The first shot was fired in this effort by the conservative-Green Party Austrian coalition government of Sebastian Kurz, who announced Monday that as of 14 April, small businesses will be allowed to reopen. Larger businesses will follow at the beginning of May, while the authorities plan to reopen schools and kindergartens in mid-May.
In neighbouring Germany, which saw fatalities pass 300 in a day for the first time on Wednesday, the campaign to return to work at virtually any cost is in full swing. Journalists, economic institutes and big business are demanding that the worth of human life must be weighed against economic damage. (See: “ Germany: Weighing economic interests vs. human life in the coronavirus pandemic ”)
The German government’s determination to loosen the lockdown regulations to force workers back to their jobs is so pronounced that differences with their official expert advisers on the state of the pandemic can no longer be concealed.
At a press conference held yesterday afternoon, Health Minister Jens Spahn asserted against all evidence that the “first successes” have been achieved and that the “curve is flattening.” Continued discipline over the Easter weekend, added Spahn, would make a “return to normality” more likely. It is necessary for Germans to learn to “live with the pandemic,” he callously added.
Lothar Wieler, head of the Robert Koch Institute, Germany’s official agency for infectious diseases, began his own remarks at the same press conference by saying, “I would like to say that the number of newly reported cases is still at a high level, in spite of all of the measures. On Tuesday and Wednesday the numbers were somewhat lower, around 4,000 per day, but today we have again 5,000. It is natural for there to be such shifts, but we cannot talk about the situation easing.”
Wieler’s remarks came a day after the World Health Organisation issued an explicit warning to European countries about relaxing lockdowns and social distancing measures too quickly. European regional director for the WHO, Hans Kluge, remarked that the situation in Europe “remains very concerning.” He appealed to all states to step up efforts to protect medical personnel, improve efforts to isolate infected people and suspected cases, and communicate more effectively with their citizens.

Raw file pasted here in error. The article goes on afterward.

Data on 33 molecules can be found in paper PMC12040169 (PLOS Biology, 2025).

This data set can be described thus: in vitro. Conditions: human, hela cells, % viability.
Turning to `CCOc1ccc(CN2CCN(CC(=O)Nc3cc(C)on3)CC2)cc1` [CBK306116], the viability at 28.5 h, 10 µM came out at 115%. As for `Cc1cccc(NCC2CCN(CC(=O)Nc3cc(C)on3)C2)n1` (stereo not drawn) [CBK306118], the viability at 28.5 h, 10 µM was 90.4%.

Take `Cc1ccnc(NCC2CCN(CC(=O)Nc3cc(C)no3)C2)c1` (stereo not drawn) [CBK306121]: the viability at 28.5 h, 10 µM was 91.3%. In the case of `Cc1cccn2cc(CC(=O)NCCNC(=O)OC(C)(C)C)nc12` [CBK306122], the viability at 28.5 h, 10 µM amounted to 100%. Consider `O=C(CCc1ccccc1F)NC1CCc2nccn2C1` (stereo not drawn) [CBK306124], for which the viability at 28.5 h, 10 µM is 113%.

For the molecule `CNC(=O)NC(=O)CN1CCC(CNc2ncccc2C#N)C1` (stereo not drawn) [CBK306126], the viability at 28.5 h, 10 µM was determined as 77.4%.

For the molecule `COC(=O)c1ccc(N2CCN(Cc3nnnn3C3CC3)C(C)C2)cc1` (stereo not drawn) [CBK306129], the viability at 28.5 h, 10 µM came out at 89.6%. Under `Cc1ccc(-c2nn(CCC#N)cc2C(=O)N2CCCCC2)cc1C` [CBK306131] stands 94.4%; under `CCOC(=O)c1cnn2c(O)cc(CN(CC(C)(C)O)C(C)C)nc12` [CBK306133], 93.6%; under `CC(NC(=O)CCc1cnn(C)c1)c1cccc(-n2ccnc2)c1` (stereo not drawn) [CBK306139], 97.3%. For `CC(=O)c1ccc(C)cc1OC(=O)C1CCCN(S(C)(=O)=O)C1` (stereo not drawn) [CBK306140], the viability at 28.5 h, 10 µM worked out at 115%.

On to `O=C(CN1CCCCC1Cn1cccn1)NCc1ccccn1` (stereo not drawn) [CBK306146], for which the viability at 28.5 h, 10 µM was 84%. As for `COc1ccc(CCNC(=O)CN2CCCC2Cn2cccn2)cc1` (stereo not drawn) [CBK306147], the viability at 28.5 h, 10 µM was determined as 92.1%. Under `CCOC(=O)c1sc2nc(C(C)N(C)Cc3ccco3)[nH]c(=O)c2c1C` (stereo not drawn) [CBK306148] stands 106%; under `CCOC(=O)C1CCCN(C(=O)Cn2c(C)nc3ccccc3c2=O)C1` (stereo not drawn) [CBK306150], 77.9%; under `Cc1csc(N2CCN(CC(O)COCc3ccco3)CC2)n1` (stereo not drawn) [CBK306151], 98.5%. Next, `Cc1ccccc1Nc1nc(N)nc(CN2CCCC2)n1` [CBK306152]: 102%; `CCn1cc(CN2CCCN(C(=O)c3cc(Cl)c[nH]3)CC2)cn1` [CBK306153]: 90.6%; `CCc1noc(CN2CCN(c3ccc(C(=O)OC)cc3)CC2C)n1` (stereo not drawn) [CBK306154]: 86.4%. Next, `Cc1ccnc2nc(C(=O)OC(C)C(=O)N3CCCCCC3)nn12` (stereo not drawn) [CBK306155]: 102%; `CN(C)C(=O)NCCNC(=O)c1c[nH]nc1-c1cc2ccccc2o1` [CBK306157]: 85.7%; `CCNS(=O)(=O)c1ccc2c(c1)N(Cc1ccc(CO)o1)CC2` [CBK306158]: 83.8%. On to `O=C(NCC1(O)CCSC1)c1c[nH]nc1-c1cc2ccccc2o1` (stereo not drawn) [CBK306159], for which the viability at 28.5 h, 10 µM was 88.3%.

The banks and big business are not about to let such medical advice get in their way. Even in Italy, the country with the highest number of deaths thus far at more than 18,000, business circles are demanding a return to work. One hundred and fifty academics published an open letter to the government appealing for a speedy reopening of the factories in the financial daily Il Sole-24 Ore, which is owned by the business lobby group Confindustria. “The social and economic consequences would risk producing irreversible damage, probably more serious than those caused by the virus itself,” declared the letter.
Confindustria members from the areas of northern Italy worst impacted by the crisis, including Lombardy, Veneto, Piedmont, and Emilia-Romagna demanded on Wednesday that the government lay out a “roadmap” for a return to work.
In an interview with the BBC yesterday, Italian Prime Minister Giuseppe Conte indicated his support for such views, declaring, “We need to pick sectors that can restart their activity. If scientists confirm it, we might begin to relax some measures already by the end of this month.”